In addition to Cosi, an Argentine restaurant, Divino, wants to move into the space on Connecticut Avenue at Newark Street that McDonald's abandoned in 2004. Divino is allowed to move into the old McDonald's space because the zoning overlay allows new restaurants to move into spaces that were previously restaurants -- a grandfather clause. Some neighbors oppose Divino's request to be open until 3am on weekends and to be granted a liquor license because it would creating late light noise and parking problems.
There are five vacant storefronts on Connecticut Avenue, NW along the two block strip between Macomb and Porter Streets.
The economic argument against Cosi and in support of the overlay goes like this: A) If the overlay is enforced, then B) landlords will have to reduce their rents to attract non-restaurant retail establishments, and C) we'll get a diversity of retail stores on the Connecticut Avenue strip.
There is no evidence that A leads to C, and that enforcing the overlay will lead to a variety of neighborhood-oriented shops. There is also no evidence that only restaurants can pay the "high" rents that are claimed. In fact, just the opposite is true: Some 60 percent of the retail establishments in that part of Connecticut Avenue are not restaurants. Retail other than restaurants are able to thrive in Cleveland Park. And there's no evidence that landlords will lower their rents if they can't rent to so-called high rent-paying restaurants. As the landlord for the old McDonald's has shown, some landlords are perfectly willing to leave their spaces vacant for years and years. The McDonald's has been vacant since January 2004.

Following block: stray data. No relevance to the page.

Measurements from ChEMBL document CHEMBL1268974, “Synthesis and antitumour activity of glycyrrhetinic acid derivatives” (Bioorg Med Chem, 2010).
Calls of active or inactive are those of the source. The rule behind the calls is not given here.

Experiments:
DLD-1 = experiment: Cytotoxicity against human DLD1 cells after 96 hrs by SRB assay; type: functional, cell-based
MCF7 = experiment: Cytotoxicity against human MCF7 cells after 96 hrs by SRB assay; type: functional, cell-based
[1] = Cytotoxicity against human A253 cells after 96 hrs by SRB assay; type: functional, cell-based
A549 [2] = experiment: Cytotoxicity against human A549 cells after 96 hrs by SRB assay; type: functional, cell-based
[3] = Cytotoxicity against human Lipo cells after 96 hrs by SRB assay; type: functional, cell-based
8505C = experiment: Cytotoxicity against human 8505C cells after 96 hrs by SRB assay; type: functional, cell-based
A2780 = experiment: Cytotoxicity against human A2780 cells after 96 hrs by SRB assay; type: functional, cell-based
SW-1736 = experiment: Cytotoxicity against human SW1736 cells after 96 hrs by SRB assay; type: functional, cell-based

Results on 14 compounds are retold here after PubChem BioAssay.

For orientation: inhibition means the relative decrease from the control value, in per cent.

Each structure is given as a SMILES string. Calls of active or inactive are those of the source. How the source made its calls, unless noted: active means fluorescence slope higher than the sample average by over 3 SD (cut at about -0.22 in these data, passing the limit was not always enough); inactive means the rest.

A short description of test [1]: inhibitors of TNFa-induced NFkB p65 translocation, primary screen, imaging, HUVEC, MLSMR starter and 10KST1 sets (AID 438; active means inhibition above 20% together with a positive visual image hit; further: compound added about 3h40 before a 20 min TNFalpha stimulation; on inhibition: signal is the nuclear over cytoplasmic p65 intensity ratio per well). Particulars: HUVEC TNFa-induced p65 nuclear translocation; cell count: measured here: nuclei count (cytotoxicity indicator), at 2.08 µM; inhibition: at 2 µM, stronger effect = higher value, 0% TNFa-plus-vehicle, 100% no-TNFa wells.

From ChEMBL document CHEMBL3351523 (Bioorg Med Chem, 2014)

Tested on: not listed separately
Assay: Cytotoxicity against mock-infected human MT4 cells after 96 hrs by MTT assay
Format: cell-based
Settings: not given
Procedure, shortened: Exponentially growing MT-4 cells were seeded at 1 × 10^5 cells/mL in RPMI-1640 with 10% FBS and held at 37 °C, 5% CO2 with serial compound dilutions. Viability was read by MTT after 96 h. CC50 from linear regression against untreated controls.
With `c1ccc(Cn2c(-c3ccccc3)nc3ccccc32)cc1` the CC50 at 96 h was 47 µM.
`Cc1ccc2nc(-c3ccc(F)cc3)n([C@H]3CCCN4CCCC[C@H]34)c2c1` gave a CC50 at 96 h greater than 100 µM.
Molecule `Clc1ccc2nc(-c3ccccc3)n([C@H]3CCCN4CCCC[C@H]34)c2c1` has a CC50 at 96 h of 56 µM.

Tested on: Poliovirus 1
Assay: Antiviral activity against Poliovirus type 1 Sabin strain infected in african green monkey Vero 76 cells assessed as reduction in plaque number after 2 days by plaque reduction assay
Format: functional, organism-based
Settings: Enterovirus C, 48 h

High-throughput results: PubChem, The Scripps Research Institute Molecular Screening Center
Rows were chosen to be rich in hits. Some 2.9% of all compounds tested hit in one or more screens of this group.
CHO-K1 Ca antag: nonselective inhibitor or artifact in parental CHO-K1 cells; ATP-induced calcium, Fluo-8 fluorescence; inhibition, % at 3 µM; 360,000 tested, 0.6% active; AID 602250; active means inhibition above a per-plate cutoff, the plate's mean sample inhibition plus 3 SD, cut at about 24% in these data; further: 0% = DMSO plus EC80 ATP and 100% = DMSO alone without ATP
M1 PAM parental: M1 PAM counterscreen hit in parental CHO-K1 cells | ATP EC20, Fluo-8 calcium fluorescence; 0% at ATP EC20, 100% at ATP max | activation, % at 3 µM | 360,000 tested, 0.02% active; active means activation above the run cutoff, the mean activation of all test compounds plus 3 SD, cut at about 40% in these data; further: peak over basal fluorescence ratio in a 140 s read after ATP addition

While there's organized opposition to Cosi --and Divino-- there's been no effort in Cleveland Park to attract a hardware store, flower shop or book store -- the kind of establishments that the supporters of the overlay zone say they want. The two principal organizations involved in the Cosi and zoning overlay issues, the Advisory Neighborhood Commission (an elected local body) and the Cleveland Park Citizens Association (a non-governmental group of residents), have been adept at keeping out restaurants, but have done nothing in public or private to coax stores to open in Cleveland Park. The result is that storefronts have been empty for months or years. The alcove that leads into the former McDonald's is now filled with graffiti and litter. (There's a photograph of the graffiti covered alcove accompanying this article.)
And vacant storefronts aren't just bad for the neighborhood as a whole -- they're bad for the merchants, too. I've seen a number of messages on the Cleveland Park Listserv about how our existing merchants would benefit from having stores other than restaurants on Connecticut Avenue between Macomb and Porter Streets. But when you talk to merchants, here's what they actually say: The Connecticut Avenue merchants need foot traffic, and restaurants help their businesses by bringing customers into neighborhood stores.
Cleveland Park is one of the most historic neighborhoods in the United States. In many ways it resembles a small town than a part of a large city: Tree-lined streets, century-old Victorian houses, green spaces that have been here since before the Revolution -- these are some of the distinguishing characteristics of Cleveland Park. And it's this sense of nostalgia that seems, in part, to drive many people who don't want more restaurants. For others it's the perceived noise an parking problems. Those things are hard to get a handle on, and they may be illusory. But the empty storefronts are real.